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Op Art

Op Art Collage

Started: 1964

"There was a time when meanings were focused and reality could be fixed; when that sort of belief disappeared, things became uncertain and open to interpretation."

Bridget Riley Signature

Summary of Op Art

Artists have been intrigued by the nature of perception and by optical effects and illusions for many centuries. They have often been a central concern of art, just as much as themes drawn from history or literature. But in the 1950s these preoccupations, allied to new interests in technology and psychology, blossomed into a movement. Op, or Optical, art typically employs abstract patterns composed with a stark contrast of foreground and background - often in black and white for maximum contrast - to produce effects that confuse and excite the eye. Initially, Op shared the field with Kinetic Art - Op artists being drawn to virtual movement, Kinetic artists attracted by the possibility of real motion. Both styles were launched with Le Mouvement, a group exhibition at Galerie Denise Rene in 1955. It attracted a wide international following, and after it was celebrated with a survey exhibition in 1965, The Responsive Eye, at the Museum of Modern Art in New York, it caught the public's imagination and led to a craze for Op designs in fashion and the media. To many, it seemed the perfect style for an age defined by the onward march of science, by advances in computing, aerospace, and television. But art critics were never so supportive of it, attacking its effects as gimmicks, and today it remains tainted by those dismissals.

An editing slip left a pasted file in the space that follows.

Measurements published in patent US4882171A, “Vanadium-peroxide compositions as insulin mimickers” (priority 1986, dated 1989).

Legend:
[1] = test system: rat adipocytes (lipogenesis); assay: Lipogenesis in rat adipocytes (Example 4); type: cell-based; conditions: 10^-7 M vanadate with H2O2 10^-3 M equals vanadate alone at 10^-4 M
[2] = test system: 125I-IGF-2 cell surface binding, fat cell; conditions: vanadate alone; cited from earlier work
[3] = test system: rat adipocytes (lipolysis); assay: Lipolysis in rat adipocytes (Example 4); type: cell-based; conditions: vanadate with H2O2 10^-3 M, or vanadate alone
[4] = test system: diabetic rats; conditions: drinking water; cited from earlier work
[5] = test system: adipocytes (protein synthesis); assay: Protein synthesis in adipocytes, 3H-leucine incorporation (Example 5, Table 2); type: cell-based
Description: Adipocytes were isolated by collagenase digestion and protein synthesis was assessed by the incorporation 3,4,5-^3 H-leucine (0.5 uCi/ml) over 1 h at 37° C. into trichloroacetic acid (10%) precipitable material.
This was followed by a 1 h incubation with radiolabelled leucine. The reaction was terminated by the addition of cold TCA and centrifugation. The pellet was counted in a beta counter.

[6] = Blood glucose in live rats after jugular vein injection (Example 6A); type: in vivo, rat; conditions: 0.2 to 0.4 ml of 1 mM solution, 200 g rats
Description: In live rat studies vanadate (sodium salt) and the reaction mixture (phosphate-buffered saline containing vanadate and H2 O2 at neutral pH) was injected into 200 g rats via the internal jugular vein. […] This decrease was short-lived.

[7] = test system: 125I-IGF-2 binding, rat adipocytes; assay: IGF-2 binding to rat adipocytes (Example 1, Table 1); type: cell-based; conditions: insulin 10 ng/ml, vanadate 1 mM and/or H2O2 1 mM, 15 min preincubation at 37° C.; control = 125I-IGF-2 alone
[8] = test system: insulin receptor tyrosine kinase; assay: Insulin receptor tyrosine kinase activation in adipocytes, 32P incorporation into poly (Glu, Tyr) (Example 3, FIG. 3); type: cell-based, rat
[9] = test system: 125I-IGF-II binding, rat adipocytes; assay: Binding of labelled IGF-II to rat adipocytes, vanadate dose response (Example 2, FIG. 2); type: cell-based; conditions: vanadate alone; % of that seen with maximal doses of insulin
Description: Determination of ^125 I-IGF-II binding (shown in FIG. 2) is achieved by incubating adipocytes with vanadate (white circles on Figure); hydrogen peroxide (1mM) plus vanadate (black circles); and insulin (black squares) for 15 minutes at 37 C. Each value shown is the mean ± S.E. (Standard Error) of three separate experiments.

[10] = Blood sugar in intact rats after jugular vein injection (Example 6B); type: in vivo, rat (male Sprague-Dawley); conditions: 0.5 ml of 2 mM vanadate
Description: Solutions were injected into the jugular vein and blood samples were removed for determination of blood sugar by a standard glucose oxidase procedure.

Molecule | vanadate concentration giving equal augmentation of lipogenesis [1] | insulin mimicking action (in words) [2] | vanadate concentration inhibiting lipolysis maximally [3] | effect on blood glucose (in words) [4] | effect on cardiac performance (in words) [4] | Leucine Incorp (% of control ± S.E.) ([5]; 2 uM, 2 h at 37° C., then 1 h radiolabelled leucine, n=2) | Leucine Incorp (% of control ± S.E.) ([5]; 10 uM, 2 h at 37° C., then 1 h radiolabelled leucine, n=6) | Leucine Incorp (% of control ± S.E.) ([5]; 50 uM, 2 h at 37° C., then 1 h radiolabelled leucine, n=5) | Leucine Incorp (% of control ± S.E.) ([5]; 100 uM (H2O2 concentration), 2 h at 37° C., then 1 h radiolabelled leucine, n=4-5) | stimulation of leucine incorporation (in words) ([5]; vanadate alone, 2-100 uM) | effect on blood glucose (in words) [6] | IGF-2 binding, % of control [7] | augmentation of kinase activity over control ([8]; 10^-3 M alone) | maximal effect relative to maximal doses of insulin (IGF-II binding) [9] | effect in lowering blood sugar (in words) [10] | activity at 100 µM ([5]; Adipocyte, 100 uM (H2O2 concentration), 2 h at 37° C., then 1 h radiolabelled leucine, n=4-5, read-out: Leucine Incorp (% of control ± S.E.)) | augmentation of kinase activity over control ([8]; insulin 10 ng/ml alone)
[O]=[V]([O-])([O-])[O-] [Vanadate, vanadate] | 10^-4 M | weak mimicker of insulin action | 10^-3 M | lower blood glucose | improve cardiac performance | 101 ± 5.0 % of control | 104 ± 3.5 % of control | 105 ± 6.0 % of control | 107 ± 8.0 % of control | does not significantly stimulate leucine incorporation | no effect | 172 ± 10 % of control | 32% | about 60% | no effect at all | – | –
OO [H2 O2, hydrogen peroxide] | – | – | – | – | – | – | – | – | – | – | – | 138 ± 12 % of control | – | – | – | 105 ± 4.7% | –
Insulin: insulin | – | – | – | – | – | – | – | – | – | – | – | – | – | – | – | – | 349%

Key Ideas

The Op art movement was driven by artists who were interested in investigating various perceptual effects. Some did so out of sheer enthusiasm for research and experiment, some with the distant hope that the effects they mastered might find a wide public and hence integrate modern art into society in new ways. Rather like the geometric art from which it had sprung, Op art seemed to supply a style that was highly appropriate to modern society.
Although Op can be seen as the successor to geometric abstraction, its stress on illusion and perception suggests that it might also have older ancestors. It may descend from effects that were once popular with Old Masters, such as trompe l'oeil (French: "deceive the eye"). Or indeed from anamorphosis, the effect by which images are contorted so that objects are only fully recognizable when viewed from an oblique angle. Or, equally, Op may simply be a child of modern decoration.
During its years of greatest success in the mid-1960s, the movement was sometimes said to encompass a wide range of artists whose interests in abstraction had little to do with perception. Some, such as Joseph Albers, who were often labeled as Op artists, dismissed it. Yet the fact that the label could seem to apply to so many artists demonstrates how important the nuances of vision have been throughout modern art.
Long after Op art's demise, its reputation continues to hang in the balance. Some critics continue to characterize its designs as "retinal titillations." But others have recently argued that the style represented a kind of abstract Pop art, one which emulated the dazzle of consumer society but which refused, unlike Pop artists like Andy Warhol, to celebrate its icons.
Façade of the Foundation Vasarély at Aix-en-Provence, France

Saying, “the two creative expressions .. art and science .. form an imaginary construct that is in accord with our sensibility and contemporary knowledge,” Victor Vasarely drew upon his scientific training to create art. The optical effect of his intertwined black and white Zebras (1938) made him the pioneer of Op Art.

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